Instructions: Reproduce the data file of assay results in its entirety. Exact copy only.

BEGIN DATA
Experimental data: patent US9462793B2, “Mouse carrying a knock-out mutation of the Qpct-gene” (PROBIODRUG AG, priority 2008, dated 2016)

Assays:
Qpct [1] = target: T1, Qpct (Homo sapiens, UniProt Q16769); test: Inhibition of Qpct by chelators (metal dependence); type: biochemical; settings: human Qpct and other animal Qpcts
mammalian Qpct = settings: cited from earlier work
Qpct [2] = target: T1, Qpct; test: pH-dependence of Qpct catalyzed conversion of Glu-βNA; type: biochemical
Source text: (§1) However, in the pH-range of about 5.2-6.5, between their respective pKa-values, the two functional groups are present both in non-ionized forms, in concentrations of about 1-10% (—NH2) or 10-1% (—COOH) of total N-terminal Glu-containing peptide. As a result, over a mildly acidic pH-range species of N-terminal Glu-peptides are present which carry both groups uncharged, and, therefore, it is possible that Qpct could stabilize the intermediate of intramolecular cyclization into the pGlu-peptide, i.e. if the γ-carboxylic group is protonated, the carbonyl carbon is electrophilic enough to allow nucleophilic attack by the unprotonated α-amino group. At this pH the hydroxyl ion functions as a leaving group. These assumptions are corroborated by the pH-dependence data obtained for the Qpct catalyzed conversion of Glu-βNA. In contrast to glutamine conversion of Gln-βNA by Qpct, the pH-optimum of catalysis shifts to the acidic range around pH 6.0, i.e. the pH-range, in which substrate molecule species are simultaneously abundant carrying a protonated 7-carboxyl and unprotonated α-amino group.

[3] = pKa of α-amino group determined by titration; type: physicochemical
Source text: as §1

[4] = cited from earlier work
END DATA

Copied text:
Experimental data: patent US9462793B2, “Mouse carrying a knock-out mutation of the Qpct-gene” (PROBIODRUG AG, priority 2008, dated 2016)

Assays:
Qpct [1] = target: T1, Qpct (Homo sapiens, UniProt Q16769); test: Inhibition of Qpct by chelators (metal dependence); type: biochemical; settings: human Qpct and other animal Qpcts
mammalian Qpct = settings: cited from earlier work
Qpct [2] = target: T1, Qpct; test: pH-dependence of Qpct catalyzed conversion of Glu-βNA; type: biochemical
Source text: (§1) However, in the pH-range of about 5.2-6.5, between their respective pKa-values, the two functional groups are present both in non-ionized forms, in concentrations of about 1-10% (—NH2) or 10-1% (—COOH) of total N-terminal Glu-containing peptide. As a result, over a mildly acidic pH-range species of N-terminal Glu-peptides are present which carry both groups uncharged, and, therefore, it is possible that Qpct could stabilize the intermediate of intramolecular cyclization into the pGlu-peptide, i.e. if the γ-carboxylic group is protonated, the carbonyl carbon is electrophilic enough to allow nucleophilic attack by the unprotonated α-amino group. At this pH the hydroxyl ion functions as a leaving group. These assumptions are corroborated by the pH-dependence data obtained for the Qpct catalyzed conversion of Glu-βNA. In contrast to glutamine conversion of Gln-βNA by Qpct, the pH-optimum of catalysis shifts to the acidic range around pH 6.0, i.e. the pH-range, in which substrate molecule species are simultaneously abundant carrying a protonated 7-carboxyl and unprotonated α-amino group.

[3] = pKa of α-amino group determined by titration; type: physicochemical
Source text: as §1

[4] = cited from earlier work